Career opportunities are projected to grow faster for nursing than all other occupations through 2026. The advantage of a career framework with multiple stages is that one doesn’t start out expecting to be fully developed at the beginning. Mentoring is needed throughout a career, not just at the start. This chapter provides an overview of the career model that the author has fleshed out over time, greatly influenced by Dalton, Thompson, and Price’s classic article (1977) on stages of a professional career and subsequent work. There are five career stages whereby the individual moves from: (a) becoming prepared, to (b) demonstrating the ability to work independently and interdependently in achieving professional goals, then (c) developing others and the home institution, then (d) advancing the profession and healthcare, and eventually (e) daring to be a truth teller. Exerting leadership presupposes complete career development, going through all five career stages.
The main message of this chapter is that a professional career requires sustained development in interpersonal, interprofessional, and communication effectiveness. Undergraduate and graduate courses are full of valuable information about communication—spoken, written, visual, electronic, and social media. Instead of trying to summarize the communication essentials that nurse leaders should have acquired along the way and will need to develop additionally over time, this chapter focuses on some communication skills important to goal achievement that the author learned to appreciate more with experience. They fall under the following headings: courtesies, self-presentation, negotiations, the importance of data arrays and publication, and the value of understanding the viewpoint of others. Self-monitoring, as a leadership ability, means the person seeks to shape how she or he is perceived in order to achieve professional objectives. Measurable outcomes and published results are important in building the image of the profession.
This chapter presents two evidence-based practice (EBP) scenarios that illustrate how implementation of EBP requires an interprofessional collaborative team approach and a well-designed implementation plan. Nurses are at the heart of implementing EBP, and when they do not have team support, collaboration, and a well-thought-out implementation plan, success of an EBP project is unlikely. The chapter provides a review of fundamental concepts and strategies that must be considered with any model when implementing EBP projects. While not detracting from EBP models, the chapter provides suggestions and reminders for selecting key implementation strategies. EBP is becoming the standard for delivery of the best and most up-to-date patient-centered care. Undoubtedly, EBP implementation strategies are becoming a necessary component of the nurse's repertoire for the delivery of optimal care. The chapter outlines useful approaches to EBP implementation spanning from the inception of an EBP idea to the dissemination of the final EBP product.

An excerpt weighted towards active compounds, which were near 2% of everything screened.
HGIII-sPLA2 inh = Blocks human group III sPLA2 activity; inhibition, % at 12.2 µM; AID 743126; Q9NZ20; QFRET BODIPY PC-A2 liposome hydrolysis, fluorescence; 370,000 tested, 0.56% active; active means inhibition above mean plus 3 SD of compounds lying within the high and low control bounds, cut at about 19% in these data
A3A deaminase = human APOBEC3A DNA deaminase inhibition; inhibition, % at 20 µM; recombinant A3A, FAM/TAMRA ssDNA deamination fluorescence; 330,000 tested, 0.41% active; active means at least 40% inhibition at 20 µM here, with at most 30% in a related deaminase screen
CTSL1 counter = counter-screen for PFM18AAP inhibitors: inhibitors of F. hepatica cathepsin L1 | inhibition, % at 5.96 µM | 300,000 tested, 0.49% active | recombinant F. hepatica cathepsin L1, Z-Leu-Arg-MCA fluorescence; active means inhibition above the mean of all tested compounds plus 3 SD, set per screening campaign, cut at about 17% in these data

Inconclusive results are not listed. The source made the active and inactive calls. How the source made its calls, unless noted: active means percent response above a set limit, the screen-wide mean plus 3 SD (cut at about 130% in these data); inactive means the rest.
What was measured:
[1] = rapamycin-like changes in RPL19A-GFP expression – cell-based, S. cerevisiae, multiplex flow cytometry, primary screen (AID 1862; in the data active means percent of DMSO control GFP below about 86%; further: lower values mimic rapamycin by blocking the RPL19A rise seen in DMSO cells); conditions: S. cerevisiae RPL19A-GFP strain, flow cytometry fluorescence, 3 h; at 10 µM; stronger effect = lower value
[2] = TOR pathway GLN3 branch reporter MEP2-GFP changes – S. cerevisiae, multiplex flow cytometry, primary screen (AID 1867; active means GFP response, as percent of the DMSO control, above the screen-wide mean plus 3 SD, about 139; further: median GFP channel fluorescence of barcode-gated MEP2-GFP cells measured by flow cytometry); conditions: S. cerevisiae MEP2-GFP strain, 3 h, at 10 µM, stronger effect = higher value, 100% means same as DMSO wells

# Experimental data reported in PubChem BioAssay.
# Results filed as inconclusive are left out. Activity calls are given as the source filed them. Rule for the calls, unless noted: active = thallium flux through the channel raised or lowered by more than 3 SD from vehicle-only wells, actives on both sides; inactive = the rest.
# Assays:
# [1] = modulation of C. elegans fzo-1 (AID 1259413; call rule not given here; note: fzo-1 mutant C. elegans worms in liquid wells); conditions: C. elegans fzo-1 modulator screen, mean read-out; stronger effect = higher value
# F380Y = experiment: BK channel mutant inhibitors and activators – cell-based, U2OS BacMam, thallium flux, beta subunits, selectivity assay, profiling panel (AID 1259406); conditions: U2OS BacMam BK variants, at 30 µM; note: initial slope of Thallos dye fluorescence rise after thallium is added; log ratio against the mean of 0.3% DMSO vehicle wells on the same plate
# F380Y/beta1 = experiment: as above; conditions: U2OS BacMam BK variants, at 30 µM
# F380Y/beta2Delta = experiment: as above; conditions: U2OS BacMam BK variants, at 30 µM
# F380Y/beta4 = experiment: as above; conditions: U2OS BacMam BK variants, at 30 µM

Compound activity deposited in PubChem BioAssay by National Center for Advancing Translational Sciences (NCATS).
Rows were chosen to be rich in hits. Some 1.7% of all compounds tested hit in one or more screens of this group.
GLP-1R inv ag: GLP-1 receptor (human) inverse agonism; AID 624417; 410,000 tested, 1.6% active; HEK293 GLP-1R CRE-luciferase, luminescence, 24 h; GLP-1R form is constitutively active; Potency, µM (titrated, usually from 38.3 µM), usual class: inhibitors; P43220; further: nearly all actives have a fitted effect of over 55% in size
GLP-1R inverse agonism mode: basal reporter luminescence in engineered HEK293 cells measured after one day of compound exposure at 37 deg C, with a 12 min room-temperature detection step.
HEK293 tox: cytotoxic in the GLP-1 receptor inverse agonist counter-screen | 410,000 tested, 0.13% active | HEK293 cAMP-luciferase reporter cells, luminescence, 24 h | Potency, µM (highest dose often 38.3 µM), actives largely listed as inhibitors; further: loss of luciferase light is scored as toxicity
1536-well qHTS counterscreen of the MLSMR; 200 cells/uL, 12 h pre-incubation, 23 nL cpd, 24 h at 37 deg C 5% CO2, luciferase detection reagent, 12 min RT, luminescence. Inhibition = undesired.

Chronic obstructive pulmonary disease (COPD) is the third leading cause of death in the United States and the leading cause of death due to a respiratory cause. Development of this disease occurs as the result of cigarette smoking and exposure to environmental pollution. In addition, the normal physiologic changes due to the aging process place individuals at an increased risk for the development of complications, such as cor pulmonale and pneumonia. In order to reduce the risk of developing the complications of COPD, smoking cessation is recommended. Pharmacologic modalities focus on improving ventilation, reducing inflammation, and preventing complications. Nonpharmacologic interventions including exercise, rest, and improved nutrition can be valuable complementary therapies in the care of patients with COPD. To provide palliative care for patients at every stage of COPD, from diagnosis to the end of life, the nurse needs to acquire the knowledge and skills for expert nursing care.
You CAN Teach ADVANCED Med–Surg Nursing!:The Authoritative Guide and Toolkit for the ADVANCED Medical–Surgical Nursing Clinical Instructor
This book offers the new clinical instructor a continuation of the medical-surgical learning process. Week-to-week instruction and resource materials, along with medication quizzes and student learning activities, will help the instructor be sure that the students are learning new knowledge and skills. Care plan and medication forms are included along with medication administration guidelines. Resources for each body system, which are the learning materials handed out each week based on that week’s specific topic, and ancillary PowerPoints and forms from the book are provided. Delegation and patient teaching are also included topics. Each clinical week is prepared and sequestered to provide the clinical instructor with enough material to teach without covering the same topic twice. Instructors will discover this book takes the work out of working in the clinical area. Each preconference and postconference topic is planned out. Makeup assignments for those students who miss a clinical class are also included. Nursing assessments and patient data collection activities are discussed as the first tier of the nursing process. Concept mapping and development of critical thinking skills that serve as the foundation for establishing treatment goals, interventions, and evaluations are introduced. The book also provides an introduction to geriatric patient care, pharmacology and patient safety, the importance of lab work in understanding specific patient responses to medications, and the potential for drug interactions and toxicities.